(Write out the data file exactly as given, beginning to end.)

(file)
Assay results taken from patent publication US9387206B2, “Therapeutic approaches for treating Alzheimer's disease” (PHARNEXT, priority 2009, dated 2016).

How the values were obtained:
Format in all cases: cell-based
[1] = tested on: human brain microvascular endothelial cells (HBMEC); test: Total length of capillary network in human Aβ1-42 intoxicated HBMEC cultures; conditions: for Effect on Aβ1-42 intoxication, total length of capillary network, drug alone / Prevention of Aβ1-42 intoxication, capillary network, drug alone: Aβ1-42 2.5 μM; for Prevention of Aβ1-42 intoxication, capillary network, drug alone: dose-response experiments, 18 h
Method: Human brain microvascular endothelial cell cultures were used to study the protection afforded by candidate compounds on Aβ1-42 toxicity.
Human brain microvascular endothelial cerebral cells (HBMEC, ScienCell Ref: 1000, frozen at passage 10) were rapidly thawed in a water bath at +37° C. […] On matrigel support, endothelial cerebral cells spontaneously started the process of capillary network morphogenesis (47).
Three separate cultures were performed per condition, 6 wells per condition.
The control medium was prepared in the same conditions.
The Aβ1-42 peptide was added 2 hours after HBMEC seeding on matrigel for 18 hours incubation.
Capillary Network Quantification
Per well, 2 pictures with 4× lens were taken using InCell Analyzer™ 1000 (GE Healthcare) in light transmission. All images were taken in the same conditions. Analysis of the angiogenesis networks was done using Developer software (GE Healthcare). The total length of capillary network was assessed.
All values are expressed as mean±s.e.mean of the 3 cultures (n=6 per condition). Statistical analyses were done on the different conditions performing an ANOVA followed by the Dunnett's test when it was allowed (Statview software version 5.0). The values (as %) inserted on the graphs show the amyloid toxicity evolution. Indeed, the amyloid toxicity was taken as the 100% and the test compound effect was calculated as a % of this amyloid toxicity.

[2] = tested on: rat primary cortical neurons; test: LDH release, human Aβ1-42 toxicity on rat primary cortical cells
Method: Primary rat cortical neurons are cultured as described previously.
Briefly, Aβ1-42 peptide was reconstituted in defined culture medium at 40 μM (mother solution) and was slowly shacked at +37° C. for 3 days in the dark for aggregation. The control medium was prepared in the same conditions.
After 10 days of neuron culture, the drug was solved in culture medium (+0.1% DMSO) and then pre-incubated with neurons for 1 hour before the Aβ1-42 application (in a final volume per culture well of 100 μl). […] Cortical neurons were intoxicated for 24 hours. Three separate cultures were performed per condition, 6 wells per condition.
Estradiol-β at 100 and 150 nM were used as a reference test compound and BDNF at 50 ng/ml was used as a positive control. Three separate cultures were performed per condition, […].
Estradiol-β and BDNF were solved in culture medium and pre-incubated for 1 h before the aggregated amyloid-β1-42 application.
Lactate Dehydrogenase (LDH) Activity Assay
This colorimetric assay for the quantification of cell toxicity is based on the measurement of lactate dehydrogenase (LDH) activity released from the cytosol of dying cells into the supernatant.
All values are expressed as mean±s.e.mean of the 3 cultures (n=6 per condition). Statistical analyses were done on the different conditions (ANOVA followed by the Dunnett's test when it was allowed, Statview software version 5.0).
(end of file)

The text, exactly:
Assay results taken from patent publication US9387206B2, “Therapeutic approaches for treating Alzheimer's disease” (PHARNEXT, priority 2009, dated 2016).

How the values were obtained:
Format in all cases: cell-based
[1] = tested on: human brain microvascular endothelial cells (HBMEC); test: Total length of capillary network in human Aβ1-42 intoxicated HBMEC cultures; conditions: for Effect on Aβ1-42 intoxication, total length of capillary network, drug alone / Prevention of Aβ1-42 intoxication, capillary network, drug alone: Aβ1-42 2.5 μM; for Prevention of Aβ1-42 intoxication, capillary network, drug alone: dose-response experiments, 18 h
Method: Human brain microvascular endothelial cell cultures were used to study the protection afforded by candidate compounds on Aβ1-42 toxicity.
Human brain microvascular endothelial cerebral cells (HBMEC, ScienCell Ref: 1000, frozen at passage 10) were rapidly thawed in a water bath at +37° C. […] On matrigel support, endothelial cerebral cells spontaneously started the process of capillary network morphogenesis (47).
Three separate cultures were performed per condition, 6 wells per condition.
The control medium was prepared in the same conditions.
The Aβ1-42 peptide was added 2 hours after HBMEC seeding on matrigel for 18 hours incubation.
Capillary Network Quantification
Per well, 2 pictures with 4× lens were taken using InCell Analyzer™ 1000 (GE Healthcare) in light transmission. All images were taken in the same conditions. Analysis of the angiogenesis networks was done using Developer software (GE Healthcare). The total length of capillary network was assessed.
All values are expressed as mean±s.e.mean of the 3 cultures (n=6 per condition). Statistical analyses were done on the different conditions performing an ANOVA followed by the Dunnett's test when it was allowed (Statview software version 5.0). The values (as %) inserted on the graphs show the amyloid toxicity evolution. Indeed, the amyloid toxicity was taken as the 100% and the test compound effect was calculated as a % of this amyloid toxicity.

[2] = tested on: rat primary cortical neurons; test: LDH release, human Aβ1-42 toxicity on rat primary cortical cells
Method: Primary rat cortical neurons are cultured as described previously.
Briefly, Aβ1-42 peptide was reconstituted in defined culture medium at 40 μM (mother solution) and was slowly shacked at +37° C. for 3 days in the dark for aggregation. The control medium was prepared in the same conditions.
After 10 days of neuron culture, the drug was solved in culture medium (+0.1% DMSO) and then pre-incubated with neurons for 1 hour before the Aβ1-42 application (in a final volume per culture well of 100 μl). […] Cortical neurons were intoxicated for 24 hours. Three separate cultures were performed per condition, 6 wells per condition.
Estradiol-β at 100 and 150 nM were used as a reference test compound and BDNF at 50 ng/ml was used as a positive control. Three separate cultures were performed per condition, […].
Estradiol-β and BDNF were solved in culture medium and pre-incubated for 1 h before the aggregated amyloid-β1-42 application.
Lactate Dehydrogenase (LDH) Activity Assay
This colorimetric assay for the quantification of cell toxicity is based on the measurement of lactate dehydrogenase (LDH) activity released from the cytosol of dying cells into the supernatant.
All values are expressed as mean±s.e.mean of the 3 cultures (n=6 per condition). Statistical analyses were done on the different conditions (ANOVA followed by the Dunnett's test when it was allowed, Statview software version 5.0).